In other European cannabis news, the Albanian government recently announced that they also plan to legalize the cultivation of hemp and medical cannabis for exportation purposes. The current draft of the law calls for the establishment of a national agency that will control and monitor the cultivation and processing of cannabis in the country.
Starting in 2023, the bill would allow for industrial hemp and medical cannabis production on up to 150 hectares of land. Cannabis production licenses will be available from the Council of Ministers. Those seeking out licenses must validate that they have capital exceeding 86,000 and that they employ at least 15 individuals. In order to participate, businesses would also have to pay a fee of 1.5% of their annual company turnover. This draft bill does not in any way legalize access to medical cannabis treatment for patients in the country but rather would simply allow for companies to operate in the realms of cultivation and processing for export.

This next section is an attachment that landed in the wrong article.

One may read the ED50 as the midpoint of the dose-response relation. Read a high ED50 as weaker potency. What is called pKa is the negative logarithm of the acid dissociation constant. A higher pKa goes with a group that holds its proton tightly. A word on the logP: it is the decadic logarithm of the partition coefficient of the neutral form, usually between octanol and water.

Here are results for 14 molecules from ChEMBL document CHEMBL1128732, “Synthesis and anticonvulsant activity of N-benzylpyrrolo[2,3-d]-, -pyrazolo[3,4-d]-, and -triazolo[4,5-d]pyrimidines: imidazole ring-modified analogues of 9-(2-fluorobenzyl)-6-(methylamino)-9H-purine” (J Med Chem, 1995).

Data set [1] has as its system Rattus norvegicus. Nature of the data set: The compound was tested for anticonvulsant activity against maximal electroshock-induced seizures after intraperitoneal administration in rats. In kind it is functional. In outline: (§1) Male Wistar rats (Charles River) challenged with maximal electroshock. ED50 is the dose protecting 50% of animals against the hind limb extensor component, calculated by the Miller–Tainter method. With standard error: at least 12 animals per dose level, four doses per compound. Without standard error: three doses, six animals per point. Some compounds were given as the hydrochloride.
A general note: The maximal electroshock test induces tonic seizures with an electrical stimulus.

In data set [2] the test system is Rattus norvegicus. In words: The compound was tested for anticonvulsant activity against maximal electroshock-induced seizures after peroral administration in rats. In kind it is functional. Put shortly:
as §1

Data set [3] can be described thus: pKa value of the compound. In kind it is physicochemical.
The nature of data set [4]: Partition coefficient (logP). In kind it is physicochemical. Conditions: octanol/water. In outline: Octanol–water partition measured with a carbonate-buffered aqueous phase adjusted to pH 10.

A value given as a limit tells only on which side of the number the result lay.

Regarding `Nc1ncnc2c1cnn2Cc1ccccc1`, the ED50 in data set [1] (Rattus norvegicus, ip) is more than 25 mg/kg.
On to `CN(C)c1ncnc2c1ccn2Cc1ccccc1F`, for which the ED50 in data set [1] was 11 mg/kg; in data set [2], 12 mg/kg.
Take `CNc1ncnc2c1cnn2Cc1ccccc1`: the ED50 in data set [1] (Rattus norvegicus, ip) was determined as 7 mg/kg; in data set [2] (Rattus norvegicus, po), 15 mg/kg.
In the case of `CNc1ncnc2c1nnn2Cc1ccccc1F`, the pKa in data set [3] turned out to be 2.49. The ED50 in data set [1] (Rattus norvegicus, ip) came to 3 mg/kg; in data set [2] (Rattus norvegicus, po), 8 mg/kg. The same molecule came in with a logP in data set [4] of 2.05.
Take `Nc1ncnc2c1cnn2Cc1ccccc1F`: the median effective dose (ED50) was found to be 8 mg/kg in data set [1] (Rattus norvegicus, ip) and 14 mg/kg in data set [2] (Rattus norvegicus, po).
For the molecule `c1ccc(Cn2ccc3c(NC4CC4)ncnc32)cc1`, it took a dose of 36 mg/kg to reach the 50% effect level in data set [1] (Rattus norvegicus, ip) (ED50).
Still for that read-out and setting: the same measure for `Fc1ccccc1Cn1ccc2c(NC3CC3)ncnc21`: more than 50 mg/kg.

The bill will be forwarded to parliament after the public comments close on the consultation website. According to Forbes, Albania is already one of the largest outdoor producers of illegal cannabis in Europe, so this may be a move by the government aimed at reducing these illegal market efforts. Unfortunately, this lack of reform surrounding cannabis isn’t due to a lack of support by Albanian citizens. According to recent surveys, over 308,000 Albanian citizens voted yes on the topic of legalizing medical cannabis, while only 148,000 voted against the option.